Evolution - How I Paint

In creating this site I realize that the traditional description of the mediums used in my work aren't really accurate. 'Acrylic' might mean acrylic, but it also might might mean acrylic AND modeling paste and/or glitter. Yes, even glitter. So, here's a little tour of how my techniques and materials have changed over the years.

I started dabbling in art in 2004 after a corporate downsizing. It turned out to be a very effective way of helping me through the unexpected change in my life.  

Never formally trained in fine art (does high school art count?), I began just by having a little fun. Walking up and down the aisles at Michaels and dropping random items into my basket. 

My first creation was the little sculpture I call Atlantis. (You can find it on the 'Sculptures' page.) A tiny universe in blues and whites, made with plywood, styrofoam balls, dowels and cheap acrylic paint. I really had no plan or sense of the finished product as it slowly evolved.  However, my intuition seemed to know what to do, and I just followed its little nudges until this pretty cool little family of stars (or maybe they are planets) sat there, looking at me.

I was hooked. Over time, the materials evolved into exotic woods and metal. I needed sanders of various sizes and strengths (even a belt sander!). Cheap acrylic paints evolved into a variety of mediums and metallics. Feathers, crystals, copper wire, and stones made appearances too.

Over time, I tired of the small scale of these "Tabletop Universes". Let's try concrete! I was blessed at the time with having a large garage, and spent many hours creating.

'Duality' (Sculptures page) was an early attempt. Followed by a six foot diameter replica of Stonehenge. I also started a 7x scale of 'Atlantis'. Wouldn't it be COOL to be able to walk between those spheres in a park somewhere? Hundreds of hours I worked on those pieces. In the hot humid Florida summer, completely covered in overalls and goggles. Lost a lot of weight AND learned a lot about how to actually make a large structure that could be installed outside, and about additives that made the concrete more resilient to weather. 

When I moved and started traveling for work, I was no longer able to create at that scale or in that medium. After moving and storing the many boxes containing all the new 'Atlantis' components a few times (multiple moves) I finally let it all go. But I still needed, wanted to create.

During quiet nights in various hotels, I started, well, dabbling. I wouldn't call it painting.  That's where the little symbols came from ('Symbols' page.). Pieces of paper small enough to fit in my suitcase at the end of a week. Talk about a big switch, from huge concrete, to a sheet of paper.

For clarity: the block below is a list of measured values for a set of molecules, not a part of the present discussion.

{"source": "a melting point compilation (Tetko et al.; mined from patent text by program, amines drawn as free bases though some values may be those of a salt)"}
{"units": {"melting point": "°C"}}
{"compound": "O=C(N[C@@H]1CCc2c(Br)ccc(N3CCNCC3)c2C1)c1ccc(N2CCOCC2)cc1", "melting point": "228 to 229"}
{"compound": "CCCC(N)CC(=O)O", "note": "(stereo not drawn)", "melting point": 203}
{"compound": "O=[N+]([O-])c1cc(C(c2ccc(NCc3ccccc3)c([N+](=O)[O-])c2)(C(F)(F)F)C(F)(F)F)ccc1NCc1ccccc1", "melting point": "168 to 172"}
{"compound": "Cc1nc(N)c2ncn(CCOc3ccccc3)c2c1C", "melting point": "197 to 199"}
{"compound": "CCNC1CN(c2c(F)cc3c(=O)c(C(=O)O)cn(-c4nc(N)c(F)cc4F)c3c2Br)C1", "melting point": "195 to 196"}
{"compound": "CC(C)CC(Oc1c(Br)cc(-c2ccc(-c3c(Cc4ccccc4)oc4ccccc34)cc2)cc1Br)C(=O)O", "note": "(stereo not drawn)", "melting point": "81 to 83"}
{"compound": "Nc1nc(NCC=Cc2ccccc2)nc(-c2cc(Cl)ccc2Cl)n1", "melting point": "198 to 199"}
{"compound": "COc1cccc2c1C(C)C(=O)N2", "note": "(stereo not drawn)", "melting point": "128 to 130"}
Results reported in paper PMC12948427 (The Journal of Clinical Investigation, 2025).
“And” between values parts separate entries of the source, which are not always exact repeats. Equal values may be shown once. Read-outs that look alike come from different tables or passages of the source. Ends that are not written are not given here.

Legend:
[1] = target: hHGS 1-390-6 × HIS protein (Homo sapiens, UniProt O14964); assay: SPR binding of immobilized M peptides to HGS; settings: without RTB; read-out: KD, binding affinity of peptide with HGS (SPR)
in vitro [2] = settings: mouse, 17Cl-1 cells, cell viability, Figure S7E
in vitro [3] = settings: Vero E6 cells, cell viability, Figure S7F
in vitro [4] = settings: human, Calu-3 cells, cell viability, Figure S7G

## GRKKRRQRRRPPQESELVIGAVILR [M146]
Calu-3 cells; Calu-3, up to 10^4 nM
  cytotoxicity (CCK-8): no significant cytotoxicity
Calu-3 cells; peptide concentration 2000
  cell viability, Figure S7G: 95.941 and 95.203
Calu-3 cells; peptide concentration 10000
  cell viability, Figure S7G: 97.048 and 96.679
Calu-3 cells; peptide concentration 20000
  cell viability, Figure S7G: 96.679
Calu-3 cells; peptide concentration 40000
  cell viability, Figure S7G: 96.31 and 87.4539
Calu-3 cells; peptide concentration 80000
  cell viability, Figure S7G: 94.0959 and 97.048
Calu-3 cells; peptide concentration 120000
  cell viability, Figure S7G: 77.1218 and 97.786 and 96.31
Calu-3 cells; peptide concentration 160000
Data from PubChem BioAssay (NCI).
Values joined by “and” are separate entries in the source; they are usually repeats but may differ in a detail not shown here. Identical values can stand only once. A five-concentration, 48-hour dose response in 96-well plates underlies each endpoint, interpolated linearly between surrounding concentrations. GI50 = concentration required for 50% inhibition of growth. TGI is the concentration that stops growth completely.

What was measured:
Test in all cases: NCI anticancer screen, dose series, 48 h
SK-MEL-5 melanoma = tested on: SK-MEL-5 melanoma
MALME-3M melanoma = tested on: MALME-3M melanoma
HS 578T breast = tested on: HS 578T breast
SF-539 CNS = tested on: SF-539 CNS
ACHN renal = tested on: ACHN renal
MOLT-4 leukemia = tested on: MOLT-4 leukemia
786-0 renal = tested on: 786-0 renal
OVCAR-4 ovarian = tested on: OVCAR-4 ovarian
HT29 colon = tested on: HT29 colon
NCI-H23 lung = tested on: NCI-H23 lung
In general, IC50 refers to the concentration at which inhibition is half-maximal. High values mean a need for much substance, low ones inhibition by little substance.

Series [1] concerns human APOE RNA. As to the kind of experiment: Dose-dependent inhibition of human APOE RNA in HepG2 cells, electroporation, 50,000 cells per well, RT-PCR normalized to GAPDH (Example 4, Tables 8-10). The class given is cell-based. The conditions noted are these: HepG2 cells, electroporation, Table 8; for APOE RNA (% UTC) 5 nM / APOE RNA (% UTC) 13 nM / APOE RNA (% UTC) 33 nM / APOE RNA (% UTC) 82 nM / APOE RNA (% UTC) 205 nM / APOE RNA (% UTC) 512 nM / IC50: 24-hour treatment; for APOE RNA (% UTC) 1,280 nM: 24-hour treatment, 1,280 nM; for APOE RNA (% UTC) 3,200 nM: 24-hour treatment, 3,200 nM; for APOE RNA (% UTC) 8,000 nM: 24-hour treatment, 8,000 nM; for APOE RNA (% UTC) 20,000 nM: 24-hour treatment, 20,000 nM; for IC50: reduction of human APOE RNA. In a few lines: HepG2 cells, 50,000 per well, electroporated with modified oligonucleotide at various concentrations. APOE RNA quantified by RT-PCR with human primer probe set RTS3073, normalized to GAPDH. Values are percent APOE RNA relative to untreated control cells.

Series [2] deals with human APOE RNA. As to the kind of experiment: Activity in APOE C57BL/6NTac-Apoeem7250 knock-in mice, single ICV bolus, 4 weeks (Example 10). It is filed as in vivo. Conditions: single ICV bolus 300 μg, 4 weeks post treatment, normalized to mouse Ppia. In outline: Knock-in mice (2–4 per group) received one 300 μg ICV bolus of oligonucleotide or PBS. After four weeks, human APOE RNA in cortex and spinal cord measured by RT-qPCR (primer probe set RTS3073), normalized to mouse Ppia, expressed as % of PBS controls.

In time, the travel ended and the painting started. On canvas. I tried oils. Heard that 'real' artists only use oils. But I hate it. Takes FOR-EVER to dry. So, I guess I'm not a real artist. I like acrylics. LOVE metallic fabric paints (Lumiere by Jacquard) even better! They all are friendly with each other, mixing, matching, layering over each other just fine.  

One day that little intuitive voice asked me to incorporate glitter in one of my paintings. (It was 'Puzzle' on the Geometrics page.) I drew the line. NO. NO way. Glitter is NOT appropriate. But the painting stalled out and pouted. Fine. I got some glitter. And I must say the painting popped afterwards.  

Another more recent example is "Hunting Eagle" (on the Birds page). It has gold glitter for its eye, but that's it. And it made all the difference with that painting. So, now glitter is one more element that I may, or may not include, in my work. But I'm a glitter snob. Nothing but Stickles by Ranger will do.  BTW - gold leafing can really make a painting pop too.  The 'sun' and the light tendrils in "Illumination" (Cosmic page) are made with gold leafing.

With some of the larger paintings I prefer to use my hands instead of brushes, to get the size 'brush'-strokes I want. It sometimes requires swaying my entire body back and forth, almost like dancing. 

As you might have figured out by now, I am a restless soul. Painting on canvas evolved to murals. On large un-stretched lengths of canvas (later stretched on custom-made frames), and also on walls. Big, full immersion work.

Moved again. It was a few years til I had the time and space to create again. Back to canvasses. This time the idea of adding a 3D element to the image intrigued me. Modeling paste has become an intrinsic part, the foundational structure, of most of my work since then. Sometimes subtle, sometimes built up almost an inch off the canvas. Working the paste is a bit like sculpting, and it's one of my favorite parts of creating these days.

My most recent evolution has been the use of natural earth pigments instead of pre-pigmented branded paints. "Once Upon a Time in Monument Valley" (the only piece so far on the Landscape page) was created solely with natural earth pigments, mixed with either modeling paste, transparent mixing medium and/or glue. I also incorporated sand into the painting for texture (AND cat litter - but please don't tell anyone about that. For SURE, I won't be taken seriously as an artist!).

And so, the journey of creative expression continues. Perhaps my story will encourage you to try some new things in your life. You just never know where an open mind will take you!